Let’s drop pi
[14 Mar 2011]
Has pi had its day?
Physicist Michael Hartl thinks so. He argues in The Tau Manifesto that there are many more formulas that need “2π“, rather than “π“, so we should consider dropping pi.
Even Good Math Bad Math‘s Mark CC (who loves to debunk bad math) agrees and thinks Pi really is wrong.
Summary of the Proposal
The simplest and strongest argument for a new circle constant involving “2π” rather than “π” is that in radian measure, a quarter of a circle (a “quarter turn”) is written:
But we would expect to see a 4 in the denominator of that fraction.
The proposal is to define (the Greek letter) tau in terms of circumference and radius of a circle (rather than circumference and diameter, as in the case of pi). So tau becomes:
If our circle constant was really based on “τ = 2π“, then a quarter turn would be written:
This is certainly more intuitive.
Check out The Tau Manifesto for the rest of his arguments.
(1) I’m not convinced there are more formulas involving “2π” than “π“.
How about the area of a circle? Using pi, we write
If we use this new constant tau, we need to write the area as:
A random search of several text books and other sources certainly showed “2π” was commonly in use in formulas, but I’m not sure we can conclude it is dominant.
(2) Tau (τ) is a terrible symbol to use.
Tau looks too much like “t” (or upper-case “T“) and would suffer the same idiotic fate as “x” and “×” have suffered over the years – too similar and too often used together.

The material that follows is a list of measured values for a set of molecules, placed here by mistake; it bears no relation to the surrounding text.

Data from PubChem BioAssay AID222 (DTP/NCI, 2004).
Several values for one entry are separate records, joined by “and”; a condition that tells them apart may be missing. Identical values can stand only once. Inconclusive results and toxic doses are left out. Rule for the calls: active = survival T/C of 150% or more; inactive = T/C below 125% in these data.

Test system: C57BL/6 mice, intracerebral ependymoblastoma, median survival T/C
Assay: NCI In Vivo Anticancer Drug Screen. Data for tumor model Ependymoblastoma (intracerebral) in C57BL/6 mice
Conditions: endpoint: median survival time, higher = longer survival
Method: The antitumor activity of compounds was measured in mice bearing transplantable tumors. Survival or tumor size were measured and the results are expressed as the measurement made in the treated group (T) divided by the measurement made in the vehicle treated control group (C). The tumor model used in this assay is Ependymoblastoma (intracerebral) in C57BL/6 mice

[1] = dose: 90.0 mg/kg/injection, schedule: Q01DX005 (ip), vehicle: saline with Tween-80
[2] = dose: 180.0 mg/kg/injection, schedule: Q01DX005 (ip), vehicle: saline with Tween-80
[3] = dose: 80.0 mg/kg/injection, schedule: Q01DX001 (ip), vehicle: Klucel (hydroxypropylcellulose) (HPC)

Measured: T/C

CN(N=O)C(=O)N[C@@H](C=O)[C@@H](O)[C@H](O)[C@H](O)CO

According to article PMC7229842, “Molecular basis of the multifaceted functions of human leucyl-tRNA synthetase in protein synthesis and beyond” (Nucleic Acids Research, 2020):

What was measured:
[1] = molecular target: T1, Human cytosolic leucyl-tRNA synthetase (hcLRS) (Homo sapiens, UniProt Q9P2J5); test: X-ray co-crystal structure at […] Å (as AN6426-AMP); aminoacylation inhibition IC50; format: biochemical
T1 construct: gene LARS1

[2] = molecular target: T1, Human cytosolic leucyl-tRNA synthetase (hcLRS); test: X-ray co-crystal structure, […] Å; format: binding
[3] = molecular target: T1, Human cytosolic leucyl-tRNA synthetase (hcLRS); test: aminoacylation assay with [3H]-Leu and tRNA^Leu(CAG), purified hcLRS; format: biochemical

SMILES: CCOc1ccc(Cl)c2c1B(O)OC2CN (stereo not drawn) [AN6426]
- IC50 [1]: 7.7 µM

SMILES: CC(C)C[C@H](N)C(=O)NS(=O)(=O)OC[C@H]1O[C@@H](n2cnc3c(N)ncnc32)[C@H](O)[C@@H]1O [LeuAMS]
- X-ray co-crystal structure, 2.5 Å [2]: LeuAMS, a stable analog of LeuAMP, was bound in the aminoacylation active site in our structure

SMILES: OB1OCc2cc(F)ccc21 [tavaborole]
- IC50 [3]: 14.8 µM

(The great math notation warrior Leibniz didn’t like “×” for multiply either. And have you seen how most Chinese write “x“? Looks an awful lot like “×“. Enough said!)
I’ve had far too many students who’ve struggled with formulas involving “t” and τ, since they are too alike. Why add to a student’s burden?
As well, tau also looks too much like the letter “r” (see the above Area image). Since the 2 symbols will be used together a lot, this is not a good idea.
Actually, for the area formula above, I had to put a space between the tau and the r to make it readable. Without the space, this is how it looks (almost like “pi squared”. Not good.
Hartl has pretty good reasons for choosing tau (towards the end of his article), but if this idea of dropping pi has any legs, let’s have a better symbol.
Palais originally proposed the following symbol, derived from pi, but I agree with Hartl that it’s not very good:
I propose (somewhat tongue in cheek) the following symbol for the circle constant:
- It embodies the 2 key concepts – circumference of a circle and its radius
- It is a common symbol in use already (it’s the registered trademark sign), so it will exist in most fonts and can be typed on a computer
- It is easily distinguished from the letters “t”, “T”, and “r”
It works in LaTeX, too:
We should constantly debate about the math symbols we use and be willing to throw out the ones that are no longer relevant. We should introduce new ones that are more meaningful and easier to read (and hopefully easier to write and type on a computer).
In this case, I’m not totally convinced about throwing out pi, but if we do, let’s not use tau as the symbol!
What are your thoughts?
[Happy Pi Day, everyone!]